The Conversation (Au and NZ) – By Bruce Isaacs, Senior Lecturer in Film Studies, University of Sydney
What makes a film a classic? In this column, film scholar Bruce Isaacs looks at a classic film and analyses its brilliance.
Sofia Coppola’s 2006 film Marie Antoinette divided both critics and audience alike with its playful depiction of historical events. Many critics felt that by choosing to depict history on film, Coppola had a responsibility to be faithful to that history.
While some of the harshest critics accused the film of abusing historical facts, Coppola’s Marie Antoinette is a sophisticated recreation of the past through the impressionistic lens of the present. The film has a lot to say about how we experience the past, and how that past is relevant to us today.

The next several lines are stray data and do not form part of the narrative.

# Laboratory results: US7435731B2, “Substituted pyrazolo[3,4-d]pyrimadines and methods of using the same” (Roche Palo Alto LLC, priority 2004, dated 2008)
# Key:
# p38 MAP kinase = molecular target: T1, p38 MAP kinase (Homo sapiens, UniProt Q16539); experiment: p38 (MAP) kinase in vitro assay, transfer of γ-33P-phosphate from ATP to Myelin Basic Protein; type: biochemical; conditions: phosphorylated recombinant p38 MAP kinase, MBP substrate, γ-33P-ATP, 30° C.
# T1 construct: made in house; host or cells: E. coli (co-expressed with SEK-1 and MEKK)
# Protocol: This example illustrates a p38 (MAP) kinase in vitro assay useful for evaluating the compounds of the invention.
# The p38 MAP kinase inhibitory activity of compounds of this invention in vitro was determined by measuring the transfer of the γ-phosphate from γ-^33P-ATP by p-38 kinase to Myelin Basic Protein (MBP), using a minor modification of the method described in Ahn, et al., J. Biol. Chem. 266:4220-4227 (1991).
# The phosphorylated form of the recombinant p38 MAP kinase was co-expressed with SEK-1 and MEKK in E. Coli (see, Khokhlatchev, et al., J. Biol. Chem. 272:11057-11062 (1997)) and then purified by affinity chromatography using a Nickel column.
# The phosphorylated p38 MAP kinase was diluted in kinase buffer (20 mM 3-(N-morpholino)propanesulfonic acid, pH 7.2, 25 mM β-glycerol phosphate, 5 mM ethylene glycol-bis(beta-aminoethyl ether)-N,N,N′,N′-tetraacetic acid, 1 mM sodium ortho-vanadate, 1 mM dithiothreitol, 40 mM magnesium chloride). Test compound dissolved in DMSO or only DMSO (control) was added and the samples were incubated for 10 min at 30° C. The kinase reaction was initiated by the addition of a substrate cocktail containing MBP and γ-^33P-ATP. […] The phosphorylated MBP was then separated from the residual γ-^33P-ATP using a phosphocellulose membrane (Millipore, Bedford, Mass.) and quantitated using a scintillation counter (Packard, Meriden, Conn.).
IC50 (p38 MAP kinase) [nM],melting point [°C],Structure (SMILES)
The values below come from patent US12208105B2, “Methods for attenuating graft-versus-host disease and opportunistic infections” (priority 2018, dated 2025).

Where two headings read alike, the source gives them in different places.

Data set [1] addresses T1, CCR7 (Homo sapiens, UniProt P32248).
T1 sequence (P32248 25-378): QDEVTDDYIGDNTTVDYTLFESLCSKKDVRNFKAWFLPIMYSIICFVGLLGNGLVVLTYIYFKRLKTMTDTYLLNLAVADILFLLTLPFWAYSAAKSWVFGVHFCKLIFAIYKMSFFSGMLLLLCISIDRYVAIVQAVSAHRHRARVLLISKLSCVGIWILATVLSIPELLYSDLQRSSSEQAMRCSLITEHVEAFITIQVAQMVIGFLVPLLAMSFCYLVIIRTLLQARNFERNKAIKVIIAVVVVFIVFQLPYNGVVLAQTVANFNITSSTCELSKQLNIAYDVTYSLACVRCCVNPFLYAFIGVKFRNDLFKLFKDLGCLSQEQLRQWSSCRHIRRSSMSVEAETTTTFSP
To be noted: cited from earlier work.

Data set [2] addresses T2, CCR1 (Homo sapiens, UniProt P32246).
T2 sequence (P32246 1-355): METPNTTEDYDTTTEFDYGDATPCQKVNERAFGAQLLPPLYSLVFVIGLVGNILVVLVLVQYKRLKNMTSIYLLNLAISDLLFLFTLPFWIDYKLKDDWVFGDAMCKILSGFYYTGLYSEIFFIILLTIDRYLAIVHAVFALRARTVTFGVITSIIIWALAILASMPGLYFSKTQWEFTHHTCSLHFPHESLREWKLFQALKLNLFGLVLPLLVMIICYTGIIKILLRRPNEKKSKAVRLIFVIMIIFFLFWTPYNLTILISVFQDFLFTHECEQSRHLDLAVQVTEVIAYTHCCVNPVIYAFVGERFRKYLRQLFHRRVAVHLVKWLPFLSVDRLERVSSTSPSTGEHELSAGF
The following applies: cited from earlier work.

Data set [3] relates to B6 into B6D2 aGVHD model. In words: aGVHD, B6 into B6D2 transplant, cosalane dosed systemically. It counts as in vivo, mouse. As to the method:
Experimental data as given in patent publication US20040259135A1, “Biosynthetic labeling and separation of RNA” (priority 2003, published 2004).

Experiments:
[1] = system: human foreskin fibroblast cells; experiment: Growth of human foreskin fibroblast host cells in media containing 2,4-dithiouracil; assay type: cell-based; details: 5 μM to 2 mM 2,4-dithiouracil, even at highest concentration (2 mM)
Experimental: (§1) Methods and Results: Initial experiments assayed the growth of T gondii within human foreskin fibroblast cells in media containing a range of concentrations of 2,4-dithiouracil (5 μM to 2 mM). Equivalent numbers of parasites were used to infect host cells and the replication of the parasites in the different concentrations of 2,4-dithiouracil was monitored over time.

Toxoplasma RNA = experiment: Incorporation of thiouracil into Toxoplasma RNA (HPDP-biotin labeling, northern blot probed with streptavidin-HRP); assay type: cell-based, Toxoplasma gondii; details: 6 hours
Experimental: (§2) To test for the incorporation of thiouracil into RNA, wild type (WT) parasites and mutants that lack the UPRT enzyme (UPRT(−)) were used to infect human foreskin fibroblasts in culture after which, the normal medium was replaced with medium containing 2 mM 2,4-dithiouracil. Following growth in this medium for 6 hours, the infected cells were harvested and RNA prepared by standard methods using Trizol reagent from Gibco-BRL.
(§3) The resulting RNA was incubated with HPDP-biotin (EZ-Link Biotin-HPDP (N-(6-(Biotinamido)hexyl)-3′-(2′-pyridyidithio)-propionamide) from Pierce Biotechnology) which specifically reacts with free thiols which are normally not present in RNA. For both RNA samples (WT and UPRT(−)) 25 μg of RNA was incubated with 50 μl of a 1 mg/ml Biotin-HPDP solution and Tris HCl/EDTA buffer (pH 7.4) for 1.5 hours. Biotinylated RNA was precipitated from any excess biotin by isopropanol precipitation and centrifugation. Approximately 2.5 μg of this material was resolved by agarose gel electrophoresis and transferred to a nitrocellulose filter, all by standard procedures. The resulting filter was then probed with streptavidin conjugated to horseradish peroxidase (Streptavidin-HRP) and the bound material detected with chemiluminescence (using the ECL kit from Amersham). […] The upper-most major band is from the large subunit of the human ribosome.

The great movie scenes: Hitchcock’s Vertigo
The great movie scenes: Antonioni’s The Passenger
The great movie scenes: Eternal Sunshine of the Spotless Mind
The great movie scenes: Steven Spielberg’s Jaws
The great movie scenes: Hitchcock’s Psycho
The great movie scenes: The Godfather
The great movie scenes: Stanley Kubrick’s 2001: A Space Odyssey